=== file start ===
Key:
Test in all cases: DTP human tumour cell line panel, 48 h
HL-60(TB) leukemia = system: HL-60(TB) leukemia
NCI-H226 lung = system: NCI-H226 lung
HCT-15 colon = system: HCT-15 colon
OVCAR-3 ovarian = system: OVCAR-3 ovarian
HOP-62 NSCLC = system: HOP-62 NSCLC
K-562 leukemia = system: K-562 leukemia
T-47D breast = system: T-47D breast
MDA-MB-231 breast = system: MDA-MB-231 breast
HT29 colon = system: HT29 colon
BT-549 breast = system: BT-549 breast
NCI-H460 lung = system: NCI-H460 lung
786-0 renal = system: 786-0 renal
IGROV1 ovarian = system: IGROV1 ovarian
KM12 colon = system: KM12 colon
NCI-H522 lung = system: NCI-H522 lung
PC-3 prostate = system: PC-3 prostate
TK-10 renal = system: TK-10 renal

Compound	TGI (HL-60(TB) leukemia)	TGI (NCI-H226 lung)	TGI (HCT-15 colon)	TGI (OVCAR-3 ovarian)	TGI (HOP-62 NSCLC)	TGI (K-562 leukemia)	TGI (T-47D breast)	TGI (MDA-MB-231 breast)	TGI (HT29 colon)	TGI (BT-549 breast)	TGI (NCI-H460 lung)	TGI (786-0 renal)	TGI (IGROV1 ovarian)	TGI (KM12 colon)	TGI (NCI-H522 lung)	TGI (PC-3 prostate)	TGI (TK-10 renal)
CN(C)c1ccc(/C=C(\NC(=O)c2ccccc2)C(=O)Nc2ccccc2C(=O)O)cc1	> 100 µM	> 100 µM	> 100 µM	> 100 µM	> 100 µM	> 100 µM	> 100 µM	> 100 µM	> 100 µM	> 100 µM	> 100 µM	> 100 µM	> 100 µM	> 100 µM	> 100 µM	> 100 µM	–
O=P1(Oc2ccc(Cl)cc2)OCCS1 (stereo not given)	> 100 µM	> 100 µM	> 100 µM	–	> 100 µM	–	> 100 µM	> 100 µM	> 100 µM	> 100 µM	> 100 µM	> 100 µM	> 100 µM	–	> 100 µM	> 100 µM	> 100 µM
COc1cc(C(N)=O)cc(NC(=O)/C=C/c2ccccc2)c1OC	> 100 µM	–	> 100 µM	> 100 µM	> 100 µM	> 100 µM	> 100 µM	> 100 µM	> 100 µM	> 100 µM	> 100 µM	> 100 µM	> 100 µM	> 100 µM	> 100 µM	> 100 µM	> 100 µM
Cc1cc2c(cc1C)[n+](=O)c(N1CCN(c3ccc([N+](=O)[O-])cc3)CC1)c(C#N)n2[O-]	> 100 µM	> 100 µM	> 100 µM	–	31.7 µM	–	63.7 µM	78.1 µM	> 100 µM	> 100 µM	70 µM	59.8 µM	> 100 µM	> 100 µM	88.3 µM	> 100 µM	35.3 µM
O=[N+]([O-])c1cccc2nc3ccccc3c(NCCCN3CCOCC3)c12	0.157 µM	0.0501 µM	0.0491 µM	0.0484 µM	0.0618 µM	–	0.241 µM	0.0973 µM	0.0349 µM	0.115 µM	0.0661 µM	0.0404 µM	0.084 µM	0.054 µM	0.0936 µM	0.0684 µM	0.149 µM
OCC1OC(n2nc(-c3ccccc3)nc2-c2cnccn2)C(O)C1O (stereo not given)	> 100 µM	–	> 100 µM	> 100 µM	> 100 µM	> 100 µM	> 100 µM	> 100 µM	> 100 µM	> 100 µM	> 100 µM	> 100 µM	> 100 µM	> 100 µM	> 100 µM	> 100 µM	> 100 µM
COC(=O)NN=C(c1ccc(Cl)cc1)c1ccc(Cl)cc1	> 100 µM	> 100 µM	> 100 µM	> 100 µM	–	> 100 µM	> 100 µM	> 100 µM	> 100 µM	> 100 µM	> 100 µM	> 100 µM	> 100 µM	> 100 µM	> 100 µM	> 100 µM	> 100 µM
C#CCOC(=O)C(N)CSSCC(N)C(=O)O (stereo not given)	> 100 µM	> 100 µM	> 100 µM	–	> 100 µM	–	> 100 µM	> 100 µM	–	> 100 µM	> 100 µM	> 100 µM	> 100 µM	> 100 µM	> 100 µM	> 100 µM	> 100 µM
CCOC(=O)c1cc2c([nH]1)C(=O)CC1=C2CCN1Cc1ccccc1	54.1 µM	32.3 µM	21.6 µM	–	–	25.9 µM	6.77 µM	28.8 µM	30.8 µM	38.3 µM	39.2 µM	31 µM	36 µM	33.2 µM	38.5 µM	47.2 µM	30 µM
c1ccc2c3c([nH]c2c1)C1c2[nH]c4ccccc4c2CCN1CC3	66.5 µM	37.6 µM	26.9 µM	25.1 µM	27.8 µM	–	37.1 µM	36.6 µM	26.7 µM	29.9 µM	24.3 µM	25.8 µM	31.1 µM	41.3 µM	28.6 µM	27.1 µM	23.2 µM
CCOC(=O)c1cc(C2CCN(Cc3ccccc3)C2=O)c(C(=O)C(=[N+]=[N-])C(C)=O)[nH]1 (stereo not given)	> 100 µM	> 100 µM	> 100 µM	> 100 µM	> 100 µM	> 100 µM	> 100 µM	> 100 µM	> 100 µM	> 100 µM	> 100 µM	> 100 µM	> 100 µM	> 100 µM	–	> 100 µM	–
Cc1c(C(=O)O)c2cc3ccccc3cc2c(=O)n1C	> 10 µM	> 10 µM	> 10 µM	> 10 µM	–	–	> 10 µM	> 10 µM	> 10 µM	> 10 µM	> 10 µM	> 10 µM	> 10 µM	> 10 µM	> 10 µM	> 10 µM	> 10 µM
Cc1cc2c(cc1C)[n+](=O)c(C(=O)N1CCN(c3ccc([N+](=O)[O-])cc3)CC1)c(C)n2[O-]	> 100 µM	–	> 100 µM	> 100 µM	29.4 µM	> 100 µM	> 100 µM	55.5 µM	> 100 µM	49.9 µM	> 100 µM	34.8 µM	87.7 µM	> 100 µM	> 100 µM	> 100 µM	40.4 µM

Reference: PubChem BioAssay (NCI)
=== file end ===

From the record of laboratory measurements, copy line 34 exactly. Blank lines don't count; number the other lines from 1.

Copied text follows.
Reference: PubChem BioAssay (NCI)